(Thinking about chickens because of Nevada's new law that you can't wear a chicken costume to the polls.)
More reflections on Budrus, the Movie.
After seeing the movie, I went back and looked at my journals from those early days of action in Budrus. Here is a little bit of what I wrote after the first day:
After two hours or more, another group of soldiers arrived with two police jeeps. Ayad asked us to get in front. Ted and I did. The army commander came toward me and I pointed the camera at him.
He said, “You can put away the camera because I didn’t come to make a scene.”
“Why did you come?” I asked.
“You know why.”
“No, I don’t.”
“I came here to build the Fence.”
“Well, I did know that, but I meant right now, why did you come?”
He said, “We both know the Fence is going to be built. We can do it today, or tomorrow we come in with hundreds of soldiers, we close the school, put the village under curfew. But my government wants to build the Fence, and I know and you know we are going to do it.”
I got a sinking feeling, because of course he is right. If they want it, they can do it. But I said, “No, I don’t know that.”
Reading that now, of course, I think, “I should have had more faith.” But nothing in my experience gave me reason to. And this is the little piece that I think doesn’t come through so well in the film: People did not go out there knowing or even believing that they could win. The villagers did not tell their kids to go to the fields that day instead of to school because they knew no one would be shot. Iltezam didn’t jump into the hole and sit there under the blade of a bulldozer, and her father did not stand there and encourage her to do it, because they knew the bulldozer would stop. Quite to the contrary, they knew that Rachel Corrie had recently been killed, in a situation not so different from theirs.
I can’t help wondering what international reaction to the film would be like if that were the story. (Of course, probably there would have been no film if that were the story.) Would Ayad and Naami be known, not as the brilliant organizers of nonviolent resistance who raised a brilliant daughter to follow in their footsteps, but as proof that Palestinian parents don’t value the lives of their children enough to keep them from sitting in front of bulldozers? What would all those people who say, “This film is so wonderful, these people are so brave, if only the Palestinians had used this nonviolence from the beginning, they would have won in a day,” be saying then? Presumably the same things they are saying about Rachel Corrie and Tristan Anderson, who were equally nonviolent and brave: they shouldn’t have been there. What happened to them was their fault, because they had an irrational hatred of Israel and the Jews.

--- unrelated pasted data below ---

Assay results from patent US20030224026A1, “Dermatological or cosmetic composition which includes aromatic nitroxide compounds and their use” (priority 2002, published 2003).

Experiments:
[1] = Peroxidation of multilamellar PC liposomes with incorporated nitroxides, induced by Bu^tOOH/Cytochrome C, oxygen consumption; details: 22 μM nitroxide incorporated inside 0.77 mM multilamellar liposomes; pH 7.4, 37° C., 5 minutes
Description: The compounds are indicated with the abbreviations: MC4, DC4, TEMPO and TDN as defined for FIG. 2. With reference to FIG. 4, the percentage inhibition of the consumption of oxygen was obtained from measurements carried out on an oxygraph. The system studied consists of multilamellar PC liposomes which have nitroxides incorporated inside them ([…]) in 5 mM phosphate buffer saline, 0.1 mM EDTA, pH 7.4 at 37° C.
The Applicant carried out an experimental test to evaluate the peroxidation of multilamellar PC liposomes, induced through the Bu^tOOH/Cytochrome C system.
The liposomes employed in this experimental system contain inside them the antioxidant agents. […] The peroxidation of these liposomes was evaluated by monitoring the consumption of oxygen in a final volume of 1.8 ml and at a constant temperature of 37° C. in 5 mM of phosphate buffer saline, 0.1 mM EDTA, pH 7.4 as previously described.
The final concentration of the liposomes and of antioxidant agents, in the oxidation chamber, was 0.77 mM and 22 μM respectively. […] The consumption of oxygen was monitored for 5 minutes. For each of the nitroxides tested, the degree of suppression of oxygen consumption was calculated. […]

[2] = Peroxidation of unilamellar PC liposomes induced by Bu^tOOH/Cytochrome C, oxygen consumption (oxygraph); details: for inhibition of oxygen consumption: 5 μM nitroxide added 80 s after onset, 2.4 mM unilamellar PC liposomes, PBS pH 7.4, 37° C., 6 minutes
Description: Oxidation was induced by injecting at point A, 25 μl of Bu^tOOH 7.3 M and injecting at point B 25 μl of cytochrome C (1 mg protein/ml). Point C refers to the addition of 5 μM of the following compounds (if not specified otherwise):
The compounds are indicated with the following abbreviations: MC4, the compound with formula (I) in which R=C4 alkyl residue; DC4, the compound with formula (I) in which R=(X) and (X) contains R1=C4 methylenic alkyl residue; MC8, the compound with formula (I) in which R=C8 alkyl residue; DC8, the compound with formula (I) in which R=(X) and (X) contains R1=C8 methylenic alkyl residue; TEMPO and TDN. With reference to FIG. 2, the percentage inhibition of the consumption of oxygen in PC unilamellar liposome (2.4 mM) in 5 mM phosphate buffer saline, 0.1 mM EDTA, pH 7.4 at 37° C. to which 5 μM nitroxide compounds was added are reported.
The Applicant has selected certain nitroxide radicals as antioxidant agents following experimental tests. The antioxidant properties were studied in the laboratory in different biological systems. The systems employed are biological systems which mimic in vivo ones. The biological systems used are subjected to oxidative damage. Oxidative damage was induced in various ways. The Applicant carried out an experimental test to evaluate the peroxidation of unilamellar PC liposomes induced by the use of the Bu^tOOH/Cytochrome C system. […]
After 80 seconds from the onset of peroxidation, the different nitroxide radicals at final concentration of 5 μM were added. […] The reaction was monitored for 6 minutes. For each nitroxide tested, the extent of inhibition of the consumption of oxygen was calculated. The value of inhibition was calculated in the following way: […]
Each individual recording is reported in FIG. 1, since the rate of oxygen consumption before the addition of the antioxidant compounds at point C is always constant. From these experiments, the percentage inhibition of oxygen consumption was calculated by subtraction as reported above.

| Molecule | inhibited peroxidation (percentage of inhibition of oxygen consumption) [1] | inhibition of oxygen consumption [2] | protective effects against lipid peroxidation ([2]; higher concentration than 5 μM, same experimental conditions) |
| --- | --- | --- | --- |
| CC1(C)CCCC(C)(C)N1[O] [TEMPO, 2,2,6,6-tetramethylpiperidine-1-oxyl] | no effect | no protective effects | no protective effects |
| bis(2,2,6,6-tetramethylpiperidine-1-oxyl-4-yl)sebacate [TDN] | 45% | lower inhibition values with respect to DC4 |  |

I’ve said this before, but people have a tendency to read social movements through their outcomes. Working backwards, we make a coherent narrative out of their strategies and tactics, their power struggles and organizational styles, leading inevitably to their successes or failures. We subject both our own and other people’s movements to this torturous dissection, and we pretend that we are deciding what to participate in based on our clairvoyant ability to determine which movements are going to succeed. All of us would have stood with Mario Savio on Sproul Plaza, but none of us would have been killed at Haymarket; all of us would have joined the French Resistance and none of us would have joined the Judenrat (the Jewish Councils in Nazi-occupied Europe, which cooperated with the Nazis in the belief that they would be able to help their people survive). A few years ago, I asked my friend’s son, who was 9 at the time, if when they taught him about Martin Luther King, Jr. in school they made it clear that the government, and many of its citizens, did not approve of what King was doing at the time. He said no, they teach that everyone always loved King. Okay, I said, then do they tell you that they put him in jail? Yes, he said, but I’ve never understood why.
The movements that succeed are not only a result of their forebears which succeeded. When we credit Gandhi’s march to the sea with helping to win India’s independence from Britain, we should also remember that he opposed the creation of Pakistan and that his hunger strike failed to prevent a bloody civil war.
The campus anti-apartheid movements in 1986 were no different from the ones in 1979. I was part of both, and I can absolutely tell you that. The 1986 movement didn’t succeed because it had better strategy than its predecessor. It succeeded because the movement of eight years earlier, along with so many other things, most of them in South Africa but some as far away as South Korea, had changed the conditions under which the students were struggling. And nonetheless, in 1987 it did not look like that movement was going to succeed in helping to dismantle apartheid.